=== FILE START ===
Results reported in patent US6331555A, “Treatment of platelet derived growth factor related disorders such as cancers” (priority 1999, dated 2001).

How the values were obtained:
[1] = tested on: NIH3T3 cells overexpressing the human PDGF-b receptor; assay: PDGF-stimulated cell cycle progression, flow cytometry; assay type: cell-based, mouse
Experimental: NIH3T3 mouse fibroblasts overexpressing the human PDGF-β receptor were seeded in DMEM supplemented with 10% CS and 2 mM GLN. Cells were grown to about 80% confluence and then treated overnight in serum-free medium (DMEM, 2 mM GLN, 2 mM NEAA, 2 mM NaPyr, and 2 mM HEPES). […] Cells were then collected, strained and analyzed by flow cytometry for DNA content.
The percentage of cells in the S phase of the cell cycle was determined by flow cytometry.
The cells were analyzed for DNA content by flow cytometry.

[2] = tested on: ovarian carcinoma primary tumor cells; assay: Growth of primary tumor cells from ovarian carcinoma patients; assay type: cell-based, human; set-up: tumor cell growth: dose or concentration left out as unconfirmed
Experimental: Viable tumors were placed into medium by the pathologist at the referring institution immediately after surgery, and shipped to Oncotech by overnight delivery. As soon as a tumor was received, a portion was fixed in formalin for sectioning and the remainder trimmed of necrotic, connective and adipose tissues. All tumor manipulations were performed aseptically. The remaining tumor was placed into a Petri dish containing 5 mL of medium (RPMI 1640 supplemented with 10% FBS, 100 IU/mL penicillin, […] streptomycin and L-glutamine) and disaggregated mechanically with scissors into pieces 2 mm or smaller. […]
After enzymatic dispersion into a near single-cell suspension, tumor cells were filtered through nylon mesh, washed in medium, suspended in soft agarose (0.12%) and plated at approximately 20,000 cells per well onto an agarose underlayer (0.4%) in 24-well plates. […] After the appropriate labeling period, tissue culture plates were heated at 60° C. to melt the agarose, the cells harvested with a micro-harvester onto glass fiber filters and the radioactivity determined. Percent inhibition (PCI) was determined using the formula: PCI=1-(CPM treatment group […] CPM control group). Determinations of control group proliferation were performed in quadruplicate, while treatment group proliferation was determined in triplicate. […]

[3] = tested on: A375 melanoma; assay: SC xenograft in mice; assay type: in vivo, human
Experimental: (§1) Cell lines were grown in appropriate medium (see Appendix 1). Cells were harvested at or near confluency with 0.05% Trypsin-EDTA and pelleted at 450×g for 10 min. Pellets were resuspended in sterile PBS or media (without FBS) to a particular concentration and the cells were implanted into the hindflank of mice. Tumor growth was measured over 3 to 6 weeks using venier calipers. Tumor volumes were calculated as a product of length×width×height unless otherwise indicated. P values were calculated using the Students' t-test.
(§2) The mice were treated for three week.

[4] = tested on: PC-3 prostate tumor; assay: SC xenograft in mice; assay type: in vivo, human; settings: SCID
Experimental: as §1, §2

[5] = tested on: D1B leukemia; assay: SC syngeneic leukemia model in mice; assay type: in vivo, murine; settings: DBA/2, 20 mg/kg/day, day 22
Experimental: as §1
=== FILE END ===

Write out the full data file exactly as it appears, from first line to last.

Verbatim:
Results reported in patent US6331555A, “Treatment of platelet derived growth factor related disorders such as cancers” (priority 1999, dated 2001).

How the values were obtained:
[1] = tested on: NIH3T3 cells overexpressing the human PDGF-b receptor; assay: PDGF-stimulated cell cycle progression, flow cytometry; assay type: cell-based, mouse
Experimental: NIH3T3 mouse fibroblasts overexpressing the human PDGF-β receptor were seeded in DMEM supplemented with 10% CS and 2 mM GLN. Cells were grown to about 80% confluence and then treated overnight in serum-free medium (DMEM, 2 mM GLN, 2 mM NEAA, 2 mM NaPyr, and 2 mM HEPES). […] Cells were then collected, strained and analyzed by flow cytometry for DNA content.
The percentage of cells in the S phase of the cell cycle was determined by flow cytometry.
The cells were analyzed for DNA content by flow cytometry.

[2] = tested on: ovarian carcinoma primary tumor cells; assay: Growth of primary tumor cells from ovarian carcinoma patients; assay type: cell-based, human; set-up: tumor cell growth: dose or concentration left out as unconfirmed
Experimental: Viable tumors were placed into medium by the pathologist at the referring institution immediately after surgery, and shipped to Oncotech by overnight delivery. As soon as a tumor was received, a portion was fixed in formalin for sectioning and the remainder trimmed of necrotic, connective and adipose tissues. All tumor manipulations were performed aseptically. The remaining tumor was placed into a Petri dish containing 5 mL of medium (RPMI 1640 supplemented with 10% FBS, 100 IU/mL penicillin, […] streptomycin and L-glutamine) and disaggregated mechanically with scissors into pieces 2 mm or smaller. […]
After enzymatic dispersion into a near single-cell suspension, tumor cells were filtered through nylon mesh, washed in medium, suspended in soft agarose (0.12%) and plated at approximately 20,000 cells per well onto an agarose underlayer (0.4%) in 24-well plates. […] After the appropriate labeling period, tissue culture plates were heated at 60° C. to melt the agarose, the cells harvested with a micro-harvester onto glass fiber filters and the radioactivity determined. Percent inhibition (PCI) was determined using the formula: PCI=1-(CPM treatment group […] CPM control group). Determinations of control group proliferation were performed in quadruplicate, while treatment group proliferation was determined in triplicate. […]

[3] = tested on: A375 melanoma; assay: SC xenograft in mice; assay type: in vivo, human
Experimental: (§1) Cell lines were grown in appropriate medium (see Appendix 1). Cells were harvested at or near confluency with 0.05% Trypsin-EDTA and pelleted at 450×g for 10 min. Pellets were resuspended in sterile PBS or media (without FBS) to a particular concentration and the cells were implanted into the hindflank of mice. Tumor growth was measured over 3 to 6 weeks using venier calipers. Tumor volumes were calculated as a product of length×width×height unless otherwise indicated. P values were calculated using the Students' t-test.
(§2) The mice were treated for three week.

[4] = tested on: PC-3 prostate tumor; assay: SC xenograft in mice; assay type: in vivo, human; settings: SCID
Experimental: as §1, §2

[5] = tested on: D1B leukemia; assay: SC syngeneic leukemia model in mice; assay type: in vivo, murine; settings: DBA/2, 20 mg/kg/day, day 22
Experimental: as §1